As survivalists, all of the gear we purchase or invest in is necessary, but some of it just isn’t that exciting. Water purification system? It’ll save you from contracting nasty parasites, but it’s not exactly a conversation piece you show off to all your friends. A lighter, stronger groundsheet to place under your tent? Meh. Other objects, thankfully, smack of high adventure and exploration, of manifest destiny and blazing a trail. The compass, clearly, falls into the latter category.

If you still question why you’d ever need a compass since your phone has Google Maps and GPS, then this probably isn’t the article for you. If, however, you’ve ever gotten lost in the woods because your phone (or handheld GPS) ran out of batteries, lost signal, or fell into a creek, then settle in and read up on the latest offerings we’ve collected.

We explore six different compass models in this buyer’s guide, ranging the entire spectrum from basic backpacker to professional off-grid adventurer. Our hope is that this guide assists your decision-making process the next time you consider supplementing your survivalist land-nav tool belt. If you’re still wondering how exactly to use one, please refer to Ryan Cleckner’s article on land navigation from Issue 29.

Brunton Conventional Transit

Materials

Aluminum

Weight
6.8 ounces

Dimensions
3.1 by 2.8 by 1.3 inches

MSRP
$440

URL
brunton.com

Survival compass buyers guide review navigation declination map Brunton 2

Everything about this precision compass exemplifies high quality and durability — and for its stratospheric price, it’s about what we’d expect to see. From the oiled leather case that it arrives in to the heavy (nearly 1/2 pound) cast-aluminum body, it definitely looks the part of a tool designed for serious and long-term use.

Designed in 1894 by Canadian-born mining engineer David W. Brunton, the Transit is widely used to this day by professional geologists and engineers. The movement of the needle is smooth and very fast, with immediate dampening and ability to “lock on” to magnetic north faster than any other compass we tested. This is because rather than being filled with fluid like most compasses, the Brunton utilizes magnetic induction damping and a sapphire jewel bearing, contributing to smooth movement through 360 degrees.

Survival compass buyers guide review navigation declination map Brunton 3

Its locking clamshell design helps to protect its sensitive components; however, we found it could be difficult to open with shaky or cold hands, and impossible (for us) to open with gloves on. This drawback isn’t necessarily a deal breaker, but it’s indicative that it was designed more for use by professionals in relatively pleasant weather conditions — not so much for survival in frigid environments.

Unlike some of the other models we tested, the Transit has no tritium or glow-in-the-dark inserts; therefore it isn’t as easily readable in low-light conditions. Again, this isn’t really a design flaw since it was designed for professionals reading the compass during the day, at a time that’s convenient for them. However, for survival purposes we have to consider it a drawback.
Would we take it with us if our lives depended on it? Probably. Would we want to pay $400 for it? Not really. The product is basically unparalleled, but it may be a bit more than we really need or want to plunk down money for. Published accuracy +/- 0.5 degrees.

Survival compass buyers guide review navigation declination map Brunton 1

Pros:

  • Extremely high craftsmanship
  • Proven durability when cared for
  • Impressive to look at and hold

Cons:

  • Heavy
  • Expensive
  • Not useful for map reading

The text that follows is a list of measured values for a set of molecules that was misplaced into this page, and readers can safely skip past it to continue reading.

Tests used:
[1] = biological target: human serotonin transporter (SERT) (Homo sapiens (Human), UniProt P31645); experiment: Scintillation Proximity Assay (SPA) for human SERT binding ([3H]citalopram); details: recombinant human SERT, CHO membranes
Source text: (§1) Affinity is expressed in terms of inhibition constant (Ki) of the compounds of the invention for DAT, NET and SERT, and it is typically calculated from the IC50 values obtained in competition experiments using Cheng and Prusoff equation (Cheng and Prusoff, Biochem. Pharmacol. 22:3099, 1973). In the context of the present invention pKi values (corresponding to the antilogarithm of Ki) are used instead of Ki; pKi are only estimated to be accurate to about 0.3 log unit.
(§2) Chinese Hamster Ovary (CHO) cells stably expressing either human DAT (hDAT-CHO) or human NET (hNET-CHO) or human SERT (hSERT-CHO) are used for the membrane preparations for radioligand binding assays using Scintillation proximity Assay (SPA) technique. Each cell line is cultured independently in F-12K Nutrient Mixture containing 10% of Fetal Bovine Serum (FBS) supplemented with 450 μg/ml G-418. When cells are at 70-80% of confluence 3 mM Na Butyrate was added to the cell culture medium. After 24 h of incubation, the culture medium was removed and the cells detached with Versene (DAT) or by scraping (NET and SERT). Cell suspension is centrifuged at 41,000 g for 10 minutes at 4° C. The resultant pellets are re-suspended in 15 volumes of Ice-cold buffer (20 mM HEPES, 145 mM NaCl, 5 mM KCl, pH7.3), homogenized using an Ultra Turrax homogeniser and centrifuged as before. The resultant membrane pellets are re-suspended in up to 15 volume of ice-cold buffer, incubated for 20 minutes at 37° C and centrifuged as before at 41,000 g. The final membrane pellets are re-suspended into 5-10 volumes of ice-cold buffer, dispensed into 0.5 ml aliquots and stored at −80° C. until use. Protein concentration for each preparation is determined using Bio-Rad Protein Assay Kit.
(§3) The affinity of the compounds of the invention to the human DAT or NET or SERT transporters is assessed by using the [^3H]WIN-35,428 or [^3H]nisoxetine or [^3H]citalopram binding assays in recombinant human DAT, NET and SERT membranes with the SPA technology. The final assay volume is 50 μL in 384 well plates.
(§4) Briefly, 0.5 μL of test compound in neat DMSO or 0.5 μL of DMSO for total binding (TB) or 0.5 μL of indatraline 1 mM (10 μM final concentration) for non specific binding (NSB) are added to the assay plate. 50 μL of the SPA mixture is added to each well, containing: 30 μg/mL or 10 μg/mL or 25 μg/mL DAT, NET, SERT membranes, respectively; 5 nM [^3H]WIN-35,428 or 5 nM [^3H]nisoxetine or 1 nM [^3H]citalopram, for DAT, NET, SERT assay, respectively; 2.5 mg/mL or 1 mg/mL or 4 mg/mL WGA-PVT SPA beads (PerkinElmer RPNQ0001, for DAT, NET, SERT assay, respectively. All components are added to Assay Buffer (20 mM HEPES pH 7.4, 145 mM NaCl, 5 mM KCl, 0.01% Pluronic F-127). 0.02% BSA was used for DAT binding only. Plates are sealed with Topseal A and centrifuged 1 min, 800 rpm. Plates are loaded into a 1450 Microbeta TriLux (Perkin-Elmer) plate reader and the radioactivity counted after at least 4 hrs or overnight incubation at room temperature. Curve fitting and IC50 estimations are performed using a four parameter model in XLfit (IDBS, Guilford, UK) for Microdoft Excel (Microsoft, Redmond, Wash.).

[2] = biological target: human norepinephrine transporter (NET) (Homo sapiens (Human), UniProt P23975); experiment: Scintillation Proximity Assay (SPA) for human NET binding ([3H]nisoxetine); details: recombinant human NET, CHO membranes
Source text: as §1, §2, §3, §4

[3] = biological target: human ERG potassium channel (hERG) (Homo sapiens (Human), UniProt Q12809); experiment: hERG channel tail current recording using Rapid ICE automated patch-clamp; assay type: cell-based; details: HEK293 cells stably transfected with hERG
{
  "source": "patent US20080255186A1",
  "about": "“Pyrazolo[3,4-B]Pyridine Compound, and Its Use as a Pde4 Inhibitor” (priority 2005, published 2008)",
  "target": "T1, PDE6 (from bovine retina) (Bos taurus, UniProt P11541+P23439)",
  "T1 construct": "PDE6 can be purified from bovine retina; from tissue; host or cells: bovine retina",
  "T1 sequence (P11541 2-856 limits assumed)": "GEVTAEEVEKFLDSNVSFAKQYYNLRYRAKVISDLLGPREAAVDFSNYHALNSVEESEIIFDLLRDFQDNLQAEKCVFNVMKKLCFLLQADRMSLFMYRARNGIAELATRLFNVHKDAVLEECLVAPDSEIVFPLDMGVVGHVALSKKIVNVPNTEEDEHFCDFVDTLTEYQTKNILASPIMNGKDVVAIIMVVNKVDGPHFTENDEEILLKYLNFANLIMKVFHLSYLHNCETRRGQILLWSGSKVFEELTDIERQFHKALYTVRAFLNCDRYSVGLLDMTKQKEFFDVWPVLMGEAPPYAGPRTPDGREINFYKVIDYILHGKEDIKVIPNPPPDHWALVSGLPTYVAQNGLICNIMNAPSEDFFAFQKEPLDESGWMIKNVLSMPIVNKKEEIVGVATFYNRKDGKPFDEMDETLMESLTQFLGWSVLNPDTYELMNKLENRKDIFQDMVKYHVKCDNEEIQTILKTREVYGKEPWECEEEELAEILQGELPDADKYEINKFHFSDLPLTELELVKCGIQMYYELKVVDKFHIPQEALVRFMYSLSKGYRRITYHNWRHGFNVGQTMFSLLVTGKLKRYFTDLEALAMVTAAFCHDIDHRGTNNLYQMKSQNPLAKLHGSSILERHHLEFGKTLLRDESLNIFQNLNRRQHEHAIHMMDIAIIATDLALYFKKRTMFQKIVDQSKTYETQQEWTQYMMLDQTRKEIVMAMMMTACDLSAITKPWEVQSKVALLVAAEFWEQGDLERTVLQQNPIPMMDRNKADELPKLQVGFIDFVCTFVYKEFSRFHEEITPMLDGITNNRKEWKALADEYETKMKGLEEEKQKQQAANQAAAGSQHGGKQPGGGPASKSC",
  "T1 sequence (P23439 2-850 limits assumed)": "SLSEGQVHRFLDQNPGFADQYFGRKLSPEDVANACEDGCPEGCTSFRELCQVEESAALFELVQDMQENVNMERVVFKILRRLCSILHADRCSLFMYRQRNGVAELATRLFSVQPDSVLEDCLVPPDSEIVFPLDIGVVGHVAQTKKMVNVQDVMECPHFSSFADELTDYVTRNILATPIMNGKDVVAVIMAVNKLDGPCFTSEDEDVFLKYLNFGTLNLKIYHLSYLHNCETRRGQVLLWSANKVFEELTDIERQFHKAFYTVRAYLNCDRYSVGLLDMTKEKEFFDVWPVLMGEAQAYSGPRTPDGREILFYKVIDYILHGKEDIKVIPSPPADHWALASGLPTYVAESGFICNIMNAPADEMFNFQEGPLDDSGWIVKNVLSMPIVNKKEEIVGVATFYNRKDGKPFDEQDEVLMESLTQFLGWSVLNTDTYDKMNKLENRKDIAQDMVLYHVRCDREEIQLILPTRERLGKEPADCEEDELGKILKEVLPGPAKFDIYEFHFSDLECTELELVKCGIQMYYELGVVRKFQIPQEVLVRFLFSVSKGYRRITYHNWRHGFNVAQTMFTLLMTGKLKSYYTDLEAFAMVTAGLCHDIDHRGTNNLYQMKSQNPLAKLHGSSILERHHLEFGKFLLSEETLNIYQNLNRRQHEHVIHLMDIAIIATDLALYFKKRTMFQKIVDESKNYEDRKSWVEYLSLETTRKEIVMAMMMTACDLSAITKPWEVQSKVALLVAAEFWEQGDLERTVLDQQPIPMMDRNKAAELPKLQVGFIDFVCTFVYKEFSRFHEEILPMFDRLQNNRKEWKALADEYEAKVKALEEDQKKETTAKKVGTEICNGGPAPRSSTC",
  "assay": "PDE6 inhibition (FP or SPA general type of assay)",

Cammenga 3H (M1950)

Materials
Aluminum

Weight
5.3 ounces

Dimensions
3 by 2.25 by 1 inches

MSRP
$105 to $141

URL
cammenga.com

Survival compass buyers guide review navigation declination map Cammenga 1

More than 60 years after its original design as specified by the U.S. Army, the Cammenga 3H is also known as the M1950 compass, which began production in 1950. It’s been relied upon by generations of soldiers through all environments, including the frozen Chosin Reservoir in Korea, the jungles of Vietnam, and present-day service in Iraq and Afghanistan.
It took its design cues from lessons learned with the M1938 compass used in WWII. The Army liked the basic blueprint but wanted to give it a tougher and heavier housing as well as a damping mechanism to prevent wild swinging of the needle. With these modifications, a legend was born.

Like the Brunton model, the 3H is made in the United States and uses a non-liquid filled needle housing. The movement of the needle is very smooth, although it doesn’t turn or settle in quite the same confident or reassuring manner as the Brunton. We liked that we were able to open and use the compass using our whole hand, not just our fingertips as with the larger Brunton. Opening and sighting was faster and more intuitive, and the seven tritium micro-lights assisted in low-light acquisition.

Survival compass buyers guide review navigation declination map Cammenga 2

From a durability standpoint, there’s no question that the 3H is hard to kill. It’s waterproof and shockproof, and tested in temperatures from -50F to 150F (-45C to 65C). The aluminum frame, although not quite as tank-like as the Brunton Transit, is still substantial and didn’t have a problem with being dropped or stepped on.

Even in 2018, any combat veteran who has actually had to rely on his or her gear will tell you that some of the Mil-spec articles they’re issued are complete junk. With a sterling track record and a more than half-century of abusive field testing behind it, the 3H is a well-loved exception. We wouldn’t hesitate to place our lives in its hands, and there aren’t many sub $100 tools we can say that about. Published accuracy: +/- 2.25 degrees.

Pros:

  • Basically the same compass your father (and/or grandfather) used
  • Unrivaled reliability record
  • All-temperature performance

Cons:

  • Without a clear baseplate, may not be quite as easy to read maps
  • Compass card divided into 5-degree increments; not as precise as some other compasses

Coleman Engineer Lensatic Compass

Materials
Plastic

Weight
3 ounces

Dimensions
2.2 by 1.1 inches

MSRP
$10

URL
coleman.com